Pick any day of the year—mid-summer, late winter, the fall equinox, your birthday—and you’ve found a great time to visit Italy. No matter what the season, you can count on lo Stivale (“the Boot”) for spectacular ruins, warm locals, romantic landscapes, and cuisine that takes your breath away. Simply put: the Colosseum is always the Colosseum and pasta is always pasta. Still, if there’s one often-overlooked time of year that we can recommend to guests, it’s spring. Why? Here are five reasons:
1. The Flowers—During both spring and fall, you’ll enjoy sunny skies, mild daytime temperatures, and delightfully cool nights in Italy. However, only spring delivers a lush green landscape and a profusion of colorful flowers. Enjoy wild orchids on the Amalfi Coast, Tuscan fields blanketed in poppies and irises, and manicured gardens surrounding villas on Lake Como. In Florence, many gardens usually closed to the public are opened up to display banks of roses. Even the vineyards are in bloom, as grape blossoms hint at the wine vintage to come.
2. The Food—Each season brings its own unique harvest of fruits and vegetables, and Italians have created a delightful diversity of seasonal specialties as a result. Savor spring’s delicate vegetables—zucchini, wild asparagus, and artichokes—in dishes you won’t be able to find any other time of year. Cherries, strawberries, and apricots make for exceptional fruit desserts as well.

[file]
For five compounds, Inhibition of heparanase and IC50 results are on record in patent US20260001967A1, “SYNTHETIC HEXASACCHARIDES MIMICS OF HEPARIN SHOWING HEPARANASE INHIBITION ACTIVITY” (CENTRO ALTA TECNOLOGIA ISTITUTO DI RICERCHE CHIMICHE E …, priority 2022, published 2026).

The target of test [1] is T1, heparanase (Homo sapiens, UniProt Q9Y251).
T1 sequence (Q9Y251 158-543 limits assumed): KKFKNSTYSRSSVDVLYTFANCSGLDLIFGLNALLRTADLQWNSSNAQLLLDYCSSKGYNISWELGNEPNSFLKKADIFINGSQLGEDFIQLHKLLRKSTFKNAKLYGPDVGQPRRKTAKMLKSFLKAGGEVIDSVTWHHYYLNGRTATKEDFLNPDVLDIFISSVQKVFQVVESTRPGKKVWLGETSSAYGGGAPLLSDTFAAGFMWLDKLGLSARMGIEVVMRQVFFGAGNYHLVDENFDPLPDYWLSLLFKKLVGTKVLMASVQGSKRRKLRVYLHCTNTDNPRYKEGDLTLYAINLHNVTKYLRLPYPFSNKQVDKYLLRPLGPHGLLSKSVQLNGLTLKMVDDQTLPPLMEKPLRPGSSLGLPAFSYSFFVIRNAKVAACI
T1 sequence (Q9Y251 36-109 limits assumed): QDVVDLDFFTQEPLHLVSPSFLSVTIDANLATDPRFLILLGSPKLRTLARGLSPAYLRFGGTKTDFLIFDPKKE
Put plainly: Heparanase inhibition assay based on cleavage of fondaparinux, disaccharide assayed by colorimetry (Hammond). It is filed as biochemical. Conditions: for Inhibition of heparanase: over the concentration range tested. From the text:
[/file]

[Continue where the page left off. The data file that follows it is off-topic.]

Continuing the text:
3. The Festivals—Italians don’t just enjoy spring fruits, vegetables, and blooms, they celebrate them. In festivals like Spoleto’s la Sagra degli Asparagi (Asparagus Festival) or Piedmont’s risotto festivals, favorite ingredients are showcased in week-long city-wide feasts. In Umbria, the Cantina Aperte (“Open cellar”) movement gets local vineyards to open their doors for a weekend of tastings, classes, and special meals. Florence even hosts a gelato festival each May!
4. The Farmers—It makes sense: during the time of year when vegetables are being harvested and grape arbors are being prepped, farmers spend a lot of time in fields. That means it’s a great time for you to cross paths with them while hiking. As our guide, Francesca, puts it, “Spring is the most important season for farmers preparing vines and soil to make the best wine. They spend enormous amounts of time choosing the best buds from each vine, too. We often happen upon vintners or farmhands while out on hikes.”
5. The Freshening Up!—Many hotels, restaurants, parks, and some museums close from November to March for a “resting” period after the fall high season. Owners use the time to re-model, update facilities, do some painting, visit family, or even just travel themselves. National parks perform trail maintenance and restore stone walls. Fishermen service their boats and mend nets. As a result, there’s a palpable energy when the spring season begins. Chefs, hoteliers, and guides are re-charged—excited to show off any new upgrades and greet a new year of guests.
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